Winner Young Creatives
Small IoT Robots turn digital events physical.
Designed by Georg Kloeck and Mohammad Moradi
About the project.
Smartphones are amazing. Their notifications, reminders and nudges create the rhythm of modern life - yet each push-notification tears us from the physical world back behind the screen, where our attention gets hijacked and we lose time and energy.
MonkeyBots are small IoT Robots that free your digital events from your phone and turn them into movement in the physical world. MonkeyBots can click analog switches, rattle pills or hit the Gong in order to poetically remind you of important things or automate your daily routines. MonkeyBots come with an array of sustainably 3D printed add-ons to grip, push, hit or click almost anything.
MonkeyBots are not another creepy IoT product that steals your attention and sells your data. MonkeyBots enhance the human experience by adding a digital layer into the physical world: Retrofitting your beloved coffee-maker from the 1970s to your sleep-cycle app or connecting Grandmas picture to your call history – turning away, when you forget to call.
MonkeyBots are only connected to your phone by Bluetooth-Low-Energy and have no microphones, no cameras - making it impossible to spy on you. Your phone can access the internet‘s rich selection of useful APIs, automations and events, but with BLE connection MonkeyBots only move if you (and your phone) are close by.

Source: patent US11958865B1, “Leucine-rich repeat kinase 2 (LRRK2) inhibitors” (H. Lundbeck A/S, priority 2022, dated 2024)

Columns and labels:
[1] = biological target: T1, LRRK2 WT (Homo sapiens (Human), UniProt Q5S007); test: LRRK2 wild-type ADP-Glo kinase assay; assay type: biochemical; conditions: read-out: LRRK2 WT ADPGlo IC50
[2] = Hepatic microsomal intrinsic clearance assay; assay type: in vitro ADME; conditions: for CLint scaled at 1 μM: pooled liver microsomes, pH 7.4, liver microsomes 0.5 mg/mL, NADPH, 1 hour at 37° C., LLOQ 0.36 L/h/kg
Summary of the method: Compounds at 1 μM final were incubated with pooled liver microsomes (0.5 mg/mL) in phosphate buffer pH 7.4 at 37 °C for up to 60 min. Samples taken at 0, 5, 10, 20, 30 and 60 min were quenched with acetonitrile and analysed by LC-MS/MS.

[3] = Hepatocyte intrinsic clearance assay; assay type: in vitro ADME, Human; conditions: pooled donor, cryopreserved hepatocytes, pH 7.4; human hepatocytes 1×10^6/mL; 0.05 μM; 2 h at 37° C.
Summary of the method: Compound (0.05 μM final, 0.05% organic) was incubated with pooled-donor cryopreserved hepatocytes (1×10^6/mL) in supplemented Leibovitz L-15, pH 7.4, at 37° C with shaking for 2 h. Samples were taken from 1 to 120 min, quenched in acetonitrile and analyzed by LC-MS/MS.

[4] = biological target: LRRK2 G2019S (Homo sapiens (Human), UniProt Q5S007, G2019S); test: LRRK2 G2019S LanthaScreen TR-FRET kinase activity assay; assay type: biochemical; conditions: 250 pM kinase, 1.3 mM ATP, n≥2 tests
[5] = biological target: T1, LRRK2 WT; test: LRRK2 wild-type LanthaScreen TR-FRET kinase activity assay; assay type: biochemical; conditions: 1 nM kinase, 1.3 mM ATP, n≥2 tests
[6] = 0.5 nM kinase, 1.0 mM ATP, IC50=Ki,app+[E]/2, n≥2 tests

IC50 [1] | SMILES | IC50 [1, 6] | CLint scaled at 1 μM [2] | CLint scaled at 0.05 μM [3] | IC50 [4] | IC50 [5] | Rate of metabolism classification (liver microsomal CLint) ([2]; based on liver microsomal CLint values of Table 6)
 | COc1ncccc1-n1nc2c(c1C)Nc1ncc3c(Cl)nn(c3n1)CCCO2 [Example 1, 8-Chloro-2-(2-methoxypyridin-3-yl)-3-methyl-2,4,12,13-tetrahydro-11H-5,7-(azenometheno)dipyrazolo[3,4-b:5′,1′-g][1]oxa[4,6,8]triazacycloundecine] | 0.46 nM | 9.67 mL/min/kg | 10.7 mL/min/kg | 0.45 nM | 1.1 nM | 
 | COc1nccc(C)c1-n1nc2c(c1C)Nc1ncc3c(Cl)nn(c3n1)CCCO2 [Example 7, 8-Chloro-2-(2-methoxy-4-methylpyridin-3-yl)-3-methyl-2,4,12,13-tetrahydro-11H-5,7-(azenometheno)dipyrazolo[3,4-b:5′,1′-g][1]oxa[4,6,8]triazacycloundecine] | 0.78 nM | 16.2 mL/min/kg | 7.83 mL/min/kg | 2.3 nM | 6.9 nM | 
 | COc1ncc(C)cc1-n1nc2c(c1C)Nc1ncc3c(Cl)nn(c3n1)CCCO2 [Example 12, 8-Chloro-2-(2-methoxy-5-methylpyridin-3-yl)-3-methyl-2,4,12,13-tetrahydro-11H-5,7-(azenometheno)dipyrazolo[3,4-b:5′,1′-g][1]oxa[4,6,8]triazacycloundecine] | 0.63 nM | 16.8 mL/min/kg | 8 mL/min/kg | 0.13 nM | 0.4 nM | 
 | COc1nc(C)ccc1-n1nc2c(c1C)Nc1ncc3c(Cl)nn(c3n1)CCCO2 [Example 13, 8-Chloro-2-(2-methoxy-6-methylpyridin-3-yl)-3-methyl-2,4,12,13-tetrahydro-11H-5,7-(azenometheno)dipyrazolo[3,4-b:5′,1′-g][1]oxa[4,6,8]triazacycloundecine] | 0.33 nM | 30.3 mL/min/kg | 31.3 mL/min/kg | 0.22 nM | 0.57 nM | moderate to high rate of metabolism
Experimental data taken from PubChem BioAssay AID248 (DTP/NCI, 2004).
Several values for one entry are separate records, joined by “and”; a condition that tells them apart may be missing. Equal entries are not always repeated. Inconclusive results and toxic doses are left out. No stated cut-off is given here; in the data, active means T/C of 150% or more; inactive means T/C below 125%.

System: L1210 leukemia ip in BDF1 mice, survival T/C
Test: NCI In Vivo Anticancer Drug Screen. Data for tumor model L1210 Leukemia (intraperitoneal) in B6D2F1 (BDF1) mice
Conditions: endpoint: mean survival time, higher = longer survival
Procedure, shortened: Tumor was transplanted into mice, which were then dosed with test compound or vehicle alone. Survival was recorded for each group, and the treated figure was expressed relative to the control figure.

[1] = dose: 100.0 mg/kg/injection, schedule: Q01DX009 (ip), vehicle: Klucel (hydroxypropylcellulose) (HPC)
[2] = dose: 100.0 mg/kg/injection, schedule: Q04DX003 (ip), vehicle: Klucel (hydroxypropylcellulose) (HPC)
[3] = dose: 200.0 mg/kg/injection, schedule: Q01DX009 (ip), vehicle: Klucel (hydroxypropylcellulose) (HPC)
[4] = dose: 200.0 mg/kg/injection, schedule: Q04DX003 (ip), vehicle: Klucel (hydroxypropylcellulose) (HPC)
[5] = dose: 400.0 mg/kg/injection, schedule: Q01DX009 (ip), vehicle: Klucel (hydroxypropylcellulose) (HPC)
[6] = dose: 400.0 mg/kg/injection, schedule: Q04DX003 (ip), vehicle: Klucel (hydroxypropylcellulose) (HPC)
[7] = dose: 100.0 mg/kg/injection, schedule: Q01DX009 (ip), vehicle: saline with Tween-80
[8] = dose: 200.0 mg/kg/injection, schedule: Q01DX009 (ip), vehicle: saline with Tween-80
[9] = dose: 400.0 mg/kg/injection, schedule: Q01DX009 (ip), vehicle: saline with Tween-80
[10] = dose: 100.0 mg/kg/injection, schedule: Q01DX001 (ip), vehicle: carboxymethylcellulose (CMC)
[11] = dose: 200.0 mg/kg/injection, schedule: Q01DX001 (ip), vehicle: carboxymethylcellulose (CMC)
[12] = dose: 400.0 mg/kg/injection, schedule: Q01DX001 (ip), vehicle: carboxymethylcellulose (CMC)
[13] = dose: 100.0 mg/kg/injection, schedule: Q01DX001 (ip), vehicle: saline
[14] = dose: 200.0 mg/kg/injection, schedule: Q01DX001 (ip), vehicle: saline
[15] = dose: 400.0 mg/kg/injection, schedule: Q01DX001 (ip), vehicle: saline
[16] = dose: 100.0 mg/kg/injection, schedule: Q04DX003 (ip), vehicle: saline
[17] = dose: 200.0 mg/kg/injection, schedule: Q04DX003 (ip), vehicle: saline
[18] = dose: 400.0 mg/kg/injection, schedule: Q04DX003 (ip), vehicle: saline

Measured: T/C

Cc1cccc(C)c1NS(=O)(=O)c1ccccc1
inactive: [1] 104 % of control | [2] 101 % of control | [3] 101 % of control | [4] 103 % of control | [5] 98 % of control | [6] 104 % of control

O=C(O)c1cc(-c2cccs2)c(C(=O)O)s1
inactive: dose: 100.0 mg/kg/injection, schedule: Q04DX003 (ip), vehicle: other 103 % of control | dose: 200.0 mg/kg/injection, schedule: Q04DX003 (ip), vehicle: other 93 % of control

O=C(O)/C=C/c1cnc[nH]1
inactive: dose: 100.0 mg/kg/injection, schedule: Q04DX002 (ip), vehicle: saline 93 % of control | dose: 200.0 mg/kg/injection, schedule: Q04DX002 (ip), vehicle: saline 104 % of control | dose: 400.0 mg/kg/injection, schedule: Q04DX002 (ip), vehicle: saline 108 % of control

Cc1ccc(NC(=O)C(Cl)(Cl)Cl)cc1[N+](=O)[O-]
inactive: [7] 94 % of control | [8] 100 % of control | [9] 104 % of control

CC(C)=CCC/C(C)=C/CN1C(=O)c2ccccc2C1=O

Good design is unobtrusive: An off-white square can stand on 5 sides with a LEGO compatible side on the bottom and a big plus on top to add different tools. Each tool is 3D printed in one extrusion, leveraging compliant mechanisms to work without moving parts. Printed from organic PLA or recycled PET MonkeyBots tools can be manufactured in unique colors to fit different living environments. Life is richer when your phone’s blue light fades and metallic pings silence. Get MonkeyBots and let the phone stay in your pocket.
"The jury really liked how MonkeyBots is bringing the physical and the virtual world together in our everyday lives – it’s very emotional, funny, and sometimes very serious. These simple movements of physical things around you can connect you with others or can remind you of something – and depending on how you program this – it can really bring the virtual in your life to life differently. Not just on your smart phone, or on your computer or your TVs. I find it’s a brilliant idea, a playful concept – it created a lot of laughs in the jury. It’s a tool for your creativity with endless possibilities.“ – Prof. Oliver Grabes
Weißensee School of Art and Design, Germany, Product Design
Weißensee School of Art and Design, Germany, BA Product Design & MA Interaction Design